Rupture of the regime? Iran's nuclear chief quits

Gholamreza Aghazadeh, a former deputy of defeated presidential candidate Mir Hossein Mousavi, led the country's nuclear program for more than a decade.

By , Staff writer

JERUSALEM – The man who heads Iran's nuclear program has stepped down, the ISNA news agency reported on Thursday, prompting speculation that the key Iranian official's departure may be related to the turmoil following the contested presidential election last month.

Gholamreza Aghazadeh, who has led the country's nuclear program for more than a decade, tendered a resignation that was accepted by President Mahmoud Ahmadinejad, said ISNA (Iranian Students News Agency), a semi-official newswire. He also resigned his post as vice-president of the country.

Although no official reason was given for the resignation, which was apparently tendered more than two weeks ago, analysts say they see Mr. Aghazadeh's stepping down as a clear sign of ruptures in the upper levels of the Iranian regime.

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"If he was a pro-Ahmedinejad man, he would have been happy, and he's obviously not," says Meir Javedanfar, an independent Iran analyst and coauthor of "The Nuclear Sphinx of Tehran."

"Judging by the decision and the timing, he's unhappy about the way nuclear program is being managed," says Mr. Javedanfar, an Iranian-born writer who specializes in relations between Israel and Iran.

"Without a shadow of the doubt, the legitimacy of the regime has been damaged after the recent presidential elections, and with it, so has the nuclear program's legitimacy," he says.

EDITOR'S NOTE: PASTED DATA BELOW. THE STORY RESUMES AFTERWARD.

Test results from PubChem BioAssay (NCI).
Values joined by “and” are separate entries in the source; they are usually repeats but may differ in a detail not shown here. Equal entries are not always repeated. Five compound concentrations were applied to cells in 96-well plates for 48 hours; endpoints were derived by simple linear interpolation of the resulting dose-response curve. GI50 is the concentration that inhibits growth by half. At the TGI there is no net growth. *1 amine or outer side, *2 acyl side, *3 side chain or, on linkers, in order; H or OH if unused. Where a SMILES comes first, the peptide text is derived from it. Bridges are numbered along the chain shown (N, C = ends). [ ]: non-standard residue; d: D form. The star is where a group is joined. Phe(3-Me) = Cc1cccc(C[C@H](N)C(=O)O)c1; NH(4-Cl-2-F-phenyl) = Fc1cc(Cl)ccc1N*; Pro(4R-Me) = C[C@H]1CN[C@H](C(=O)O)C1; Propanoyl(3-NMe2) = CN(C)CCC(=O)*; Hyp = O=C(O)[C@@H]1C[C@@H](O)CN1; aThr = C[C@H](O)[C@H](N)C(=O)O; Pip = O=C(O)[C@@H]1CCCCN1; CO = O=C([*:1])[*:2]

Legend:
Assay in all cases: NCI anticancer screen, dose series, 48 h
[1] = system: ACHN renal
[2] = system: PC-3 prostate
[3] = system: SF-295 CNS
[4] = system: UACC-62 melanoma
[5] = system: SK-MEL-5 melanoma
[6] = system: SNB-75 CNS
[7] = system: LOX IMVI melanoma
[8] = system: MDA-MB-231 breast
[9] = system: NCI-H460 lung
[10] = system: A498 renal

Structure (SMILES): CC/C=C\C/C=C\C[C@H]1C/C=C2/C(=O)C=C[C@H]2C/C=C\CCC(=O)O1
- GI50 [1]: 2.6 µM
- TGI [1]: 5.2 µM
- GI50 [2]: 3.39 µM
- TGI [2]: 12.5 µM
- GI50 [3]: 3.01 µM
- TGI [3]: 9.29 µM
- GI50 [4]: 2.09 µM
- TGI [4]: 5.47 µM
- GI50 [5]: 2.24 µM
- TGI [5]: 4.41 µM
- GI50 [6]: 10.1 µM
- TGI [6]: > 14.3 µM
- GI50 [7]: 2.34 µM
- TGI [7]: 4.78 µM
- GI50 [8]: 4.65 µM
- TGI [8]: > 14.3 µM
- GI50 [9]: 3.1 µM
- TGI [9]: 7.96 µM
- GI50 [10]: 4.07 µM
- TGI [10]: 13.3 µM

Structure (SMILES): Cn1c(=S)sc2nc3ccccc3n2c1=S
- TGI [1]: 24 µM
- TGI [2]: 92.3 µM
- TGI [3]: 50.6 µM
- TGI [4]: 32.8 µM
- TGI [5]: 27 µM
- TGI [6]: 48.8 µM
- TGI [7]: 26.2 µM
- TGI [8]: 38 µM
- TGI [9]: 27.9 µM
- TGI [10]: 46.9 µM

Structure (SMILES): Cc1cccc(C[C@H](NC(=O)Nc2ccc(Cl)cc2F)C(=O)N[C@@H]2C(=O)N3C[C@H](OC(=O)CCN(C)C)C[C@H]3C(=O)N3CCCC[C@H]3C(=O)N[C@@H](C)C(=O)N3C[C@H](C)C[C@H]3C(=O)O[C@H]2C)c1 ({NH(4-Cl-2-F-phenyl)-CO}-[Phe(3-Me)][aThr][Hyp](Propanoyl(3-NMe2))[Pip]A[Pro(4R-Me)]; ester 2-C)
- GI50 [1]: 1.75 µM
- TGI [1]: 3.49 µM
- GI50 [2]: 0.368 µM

It's likely that Aghazadeh was partial to Mir Hossein Mousavi, whose supporters claimed victory in last month's election when he ran against Mr. Ahmedinejad. When Mr. Mousavi was prime minister in the 1980s, Aghazadeh served as deputy in charge of economic relations and finance.

Heightened Iran-Israel tensions
While Iranian authorities have quashed the post-election unrest, tensions of Iran's nuclear enrichment plans continue to simmer. On Tuesday, Israel deployed two warships through the Suez Canal, 10 days after it sent out a submarine capable of launching a nuclear missile strike.

The Times newspaper in London reported Thursday that this was “a clear signal that Israel was able to put its strike force within range of Iran at short notice."

"It's not a military operation, it's a message," Javedanfar says of Israel's recent deployments. "If it were the groundwork for an attack, you'd hear about it later, after the fact. The missile boats are not the big danger, but the submarines," he adds, "which according to press, could be tipped with nuclear missiles."

The Iranian government's approach to the protesters following the June 12 presidential election has been causing something of a shift in the international community's sentiments towards Iran in the nuclear standoff, and that includes the stance of President Barack Obama, Javedanfar notes.

"Prior to this election, Obama didn't like Israel threatening Iran, and now it seems like Obama wants to delegate the sticks to Israel. It's a message they should take negotiations very seriously."

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